Significantly, the apostle Paul makes this assertion as an integral plank in his presentation of the Gospel to the leading pagan intellectuals of his days (see Acts 17:18). What’s more, he is quite definite that not only was Adam a real man — something that even some Evangelicals today would sadly question — but that it was also through this one individual that all the people of the earth were made. What I have outlined above then is really not that novel, but is instead a striking illustration of what the whole of Scripture clearly teaches.
In compiling the results of what I had found though, I also learnt that the people whom the LORD had used to lead me to faith in Christ were also using this same material to great effect in South East Asia where they were serving as missionaries. They also assured me of its linguistic authenticity as well as its obvious apologetic and evangelistic validity.
You see, tragically some people from an Asian background reject the good news about Jesus because they perceive Christianity as being a “Western” religion. However, if what I have presented above is true, then their own language bears witness to the universal truth of the One Creator God and of their need to repent. Indeed, in my own church context, many people in the congregation in which I serve have used this material to talk to their non-Christian parents and relatives to great effect, using the meaning of these characters as a springboard in which to talk to them about the truth of the Bible in general and of the Gospel in particular.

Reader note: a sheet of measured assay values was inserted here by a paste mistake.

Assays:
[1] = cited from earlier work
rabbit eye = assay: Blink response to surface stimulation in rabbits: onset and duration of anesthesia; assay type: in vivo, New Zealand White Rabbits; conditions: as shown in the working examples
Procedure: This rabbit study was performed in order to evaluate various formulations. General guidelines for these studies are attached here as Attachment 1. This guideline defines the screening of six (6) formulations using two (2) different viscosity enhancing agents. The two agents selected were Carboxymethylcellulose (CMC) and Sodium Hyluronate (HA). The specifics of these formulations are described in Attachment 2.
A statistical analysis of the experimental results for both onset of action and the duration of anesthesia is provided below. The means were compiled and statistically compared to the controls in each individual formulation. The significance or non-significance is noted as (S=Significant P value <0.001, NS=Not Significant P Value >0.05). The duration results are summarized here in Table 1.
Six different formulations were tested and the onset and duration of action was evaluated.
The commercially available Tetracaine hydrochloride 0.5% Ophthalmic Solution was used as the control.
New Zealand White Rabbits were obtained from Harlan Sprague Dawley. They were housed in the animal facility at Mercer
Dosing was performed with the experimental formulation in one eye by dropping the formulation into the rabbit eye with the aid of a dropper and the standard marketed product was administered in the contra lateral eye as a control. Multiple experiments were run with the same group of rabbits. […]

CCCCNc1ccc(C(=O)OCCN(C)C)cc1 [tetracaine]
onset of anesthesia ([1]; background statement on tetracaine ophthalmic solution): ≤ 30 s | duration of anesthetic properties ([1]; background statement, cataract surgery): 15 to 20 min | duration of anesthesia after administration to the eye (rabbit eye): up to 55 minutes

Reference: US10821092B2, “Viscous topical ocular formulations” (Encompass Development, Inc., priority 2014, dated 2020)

Ultimately though, I believe that this further substantiates the historical reliability of the early chapters of Genesis 1-11. It is what we should expect to find, as it relates to the founding of the world as well as human civilization, with an external witness to the Bible also bearing witness to its veracity.
[Photo by Marco Zuppone